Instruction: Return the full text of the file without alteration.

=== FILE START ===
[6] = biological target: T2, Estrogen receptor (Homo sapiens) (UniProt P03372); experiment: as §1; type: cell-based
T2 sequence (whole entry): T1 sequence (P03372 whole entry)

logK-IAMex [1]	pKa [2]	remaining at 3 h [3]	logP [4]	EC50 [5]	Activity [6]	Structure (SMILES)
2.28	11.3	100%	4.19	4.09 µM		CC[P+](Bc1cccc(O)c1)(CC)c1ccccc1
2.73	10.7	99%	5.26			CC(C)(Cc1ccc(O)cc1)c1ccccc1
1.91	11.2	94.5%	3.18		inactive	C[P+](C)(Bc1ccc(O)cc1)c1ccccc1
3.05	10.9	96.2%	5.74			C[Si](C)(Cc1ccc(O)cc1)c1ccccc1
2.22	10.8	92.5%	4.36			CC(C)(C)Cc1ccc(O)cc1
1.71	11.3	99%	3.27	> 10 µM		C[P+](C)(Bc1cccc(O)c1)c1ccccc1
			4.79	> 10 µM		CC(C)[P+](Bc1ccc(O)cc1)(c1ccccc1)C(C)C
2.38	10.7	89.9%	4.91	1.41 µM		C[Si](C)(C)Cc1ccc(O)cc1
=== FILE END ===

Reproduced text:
[6] = biological target: T2, Estrogen receptor (Homo sapiens) (UniProt P03372); experiment: as §1; type: cell-based
T2 sequence (whole entry): T1 sequence (P03372 whole entry)

logK-IAMex [1]	pKa [2]	remaining at 3 h [3]	logP [4]	EC50 [5]	Activity [6]	Structure (SMILES)
2.28	11.3	100%	4.19	4.09 µM		CC[P+](Bc1cccc(O)c1)(CC)c1ccccc1
2.73	10.7	99%	5.26			CC(C)(Cc1ccc(O)cc1)c1ccccc1
1.91	11.2	94.5%	3.18		inactive	C[P+](C)(Bc1ccc(O)cc1)c1ccccc1
3.05	10.9	96.2%	5.74			C[Si](C)(Cc1ccc(O)cc1)c1ccccc1
2.22	10.8	92.5%	4.36			CC(C)(C)Cc1ccc(O)cc1
1.71	11.3	99%	3.27	> 10 µM		C[P+](C)(Bc1cccc(O)c1)c1ccccc1
			4.79	> 10 µM		CC(C)[P+](Bc1ccc(O)cc1)(c1ccccc1)C(C)C
2.38	10.7	89.9%	4.91	1.41 µM		C[Si](C)(C)Cc1ccc(O)cc1